Here is a list of a ton more ideas that would be a lot of fun, from Olympic hurtles to balance beams. Whatever you choose, have fun!
#13: Air Raid.
This creative game found here is a fun way to cool off in the heat. One person is tasked as the “bomber” and the rest of the people find hiding spots.
The bomber tries to hit the people as they run from obstacle to obstacle. They’re “weapon” can be sponges soaked in water or water balloons. This is a great cooperative game that everyone can take turns in being the bomber.
It might even end with a fun water balloon fight, or better yet, an attack the parents with wet sponges fight.
#14: Backpack Pass.
Backpack pass is a family fun cooperative game.
To play, you get your chocolate squares for s’mores. You place a square of chocolate into a paper bag. Write a funny command on the outside of the bag, something like, “sing a song!”
Then place that paper bag inside another paper bag and write another command on it; anything from “make up a dance” to “recite the alphabet.”
Fill enough bags inside of bags to make sure each member of the family gets to open one. Then set the bag inside a camping backpack.Next, have everyone sit around the campfire.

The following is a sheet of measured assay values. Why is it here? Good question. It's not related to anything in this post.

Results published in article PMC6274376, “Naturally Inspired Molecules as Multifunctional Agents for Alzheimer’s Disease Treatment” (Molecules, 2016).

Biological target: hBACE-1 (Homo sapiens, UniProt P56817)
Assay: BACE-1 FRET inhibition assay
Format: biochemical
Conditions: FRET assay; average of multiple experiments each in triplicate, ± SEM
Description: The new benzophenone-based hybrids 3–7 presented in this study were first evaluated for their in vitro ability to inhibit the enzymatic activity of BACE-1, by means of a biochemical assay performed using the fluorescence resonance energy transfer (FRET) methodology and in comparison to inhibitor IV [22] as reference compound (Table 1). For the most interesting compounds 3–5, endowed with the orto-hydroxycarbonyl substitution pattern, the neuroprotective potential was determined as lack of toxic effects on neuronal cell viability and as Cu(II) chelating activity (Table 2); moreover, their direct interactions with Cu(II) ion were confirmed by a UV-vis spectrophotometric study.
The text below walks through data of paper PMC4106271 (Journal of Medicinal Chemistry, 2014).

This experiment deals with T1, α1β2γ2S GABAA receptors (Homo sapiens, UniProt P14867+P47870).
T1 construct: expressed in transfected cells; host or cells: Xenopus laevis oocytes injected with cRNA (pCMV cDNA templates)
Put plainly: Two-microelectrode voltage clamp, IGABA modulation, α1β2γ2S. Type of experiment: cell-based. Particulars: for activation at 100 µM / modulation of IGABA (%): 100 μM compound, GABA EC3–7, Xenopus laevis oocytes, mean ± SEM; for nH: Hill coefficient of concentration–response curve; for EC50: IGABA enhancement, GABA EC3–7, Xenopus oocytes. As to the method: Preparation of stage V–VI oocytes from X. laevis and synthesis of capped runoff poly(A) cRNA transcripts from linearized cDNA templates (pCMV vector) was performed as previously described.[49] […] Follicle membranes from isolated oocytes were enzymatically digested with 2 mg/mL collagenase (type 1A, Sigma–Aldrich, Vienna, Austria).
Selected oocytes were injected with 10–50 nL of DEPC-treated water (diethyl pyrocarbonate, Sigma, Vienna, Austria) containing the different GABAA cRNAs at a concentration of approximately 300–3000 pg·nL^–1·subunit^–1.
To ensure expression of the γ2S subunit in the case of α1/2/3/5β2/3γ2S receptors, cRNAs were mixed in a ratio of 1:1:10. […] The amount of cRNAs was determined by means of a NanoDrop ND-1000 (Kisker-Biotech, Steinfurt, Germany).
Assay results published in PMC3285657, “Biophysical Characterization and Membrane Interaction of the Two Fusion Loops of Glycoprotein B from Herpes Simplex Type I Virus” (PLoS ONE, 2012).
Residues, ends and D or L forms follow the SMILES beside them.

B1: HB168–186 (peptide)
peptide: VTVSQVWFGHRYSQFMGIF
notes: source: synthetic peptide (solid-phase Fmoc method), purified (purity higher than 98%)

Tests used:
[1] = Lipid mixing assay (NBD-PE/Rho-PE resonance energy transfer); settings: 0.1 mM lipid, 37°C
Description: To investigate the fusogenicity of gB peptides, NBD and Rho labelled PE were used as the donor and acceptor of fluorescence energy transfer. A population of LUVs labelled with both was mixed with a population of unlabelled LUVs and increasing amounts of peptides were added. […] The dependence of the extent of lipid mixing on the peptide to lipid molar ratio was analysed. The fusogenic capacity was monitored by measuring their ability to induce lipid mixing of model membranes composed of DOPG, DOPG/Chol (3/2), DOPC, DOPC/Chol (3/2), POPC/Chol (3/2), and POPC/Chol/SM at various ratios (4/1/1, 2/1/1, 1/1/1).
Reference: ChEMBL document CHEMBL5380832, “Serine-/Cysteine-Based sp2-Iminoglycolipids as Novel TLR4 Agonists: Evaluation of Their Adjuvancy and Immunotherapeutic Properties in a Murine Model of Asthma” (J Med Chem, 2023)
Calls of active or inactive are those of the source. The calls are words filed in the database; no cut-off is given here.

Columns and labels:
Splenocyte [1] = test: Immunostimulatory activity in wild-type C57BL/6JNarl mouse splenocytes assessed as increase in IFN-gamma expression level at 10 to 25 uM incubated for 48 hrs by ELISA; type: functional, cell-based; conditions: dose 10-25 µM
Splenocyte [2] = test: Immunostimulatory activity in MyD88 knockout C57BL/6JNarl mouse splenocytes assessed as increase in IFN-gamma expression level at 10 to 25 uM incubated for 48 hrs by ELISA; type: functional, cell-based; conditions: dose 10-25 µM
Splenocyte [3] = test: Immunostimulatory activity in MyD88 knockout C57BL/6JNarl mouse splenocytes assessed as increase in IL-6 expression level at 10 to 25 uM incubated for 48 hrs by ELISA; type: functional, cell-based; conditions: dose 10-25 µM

Start some music and pass the backpack around. When the music stops, the person with the bag opens the first bag and does the command. Then cue music again. It’s like musical chairs with chocolate and some silliness mixed in!
#15: Kick the Can.
Kick the can is a game that you may remember from when you were a child.
It’s timeless, simple, free, and fun!
The game can be played day or night, and the goal is to have someone be “it” that has to try and find everyone. One person will kick the can and then everyone will run and hide. Once the “it” person puts the can back into its place then the hunt begins.
The person that is “it” will find people by touching the can and saying the name and location of the person hiding. If they guess correctly, that person goes to jail.
Players can also try and race to kick the can before the “it” person. If they reach the can first and kick it than everyone in jail is free and the game begins again. Once everyone is in jail, the game starts over with the person that was captured first becoming “it.”
There are probably multiple ways to play the game. You can negotiate the rules with your family, taking into account the ages of everyone playing.
Having a resource of ideas for activities to do with my kids is always at the top of our list to avoid boredom or frustration while camping.
Some of these can be played without adults participating, which gives us some time to get camp set up or to just chat while the kids are occupied and happy.
What are some of your favorite cool and fun camping activities for kids?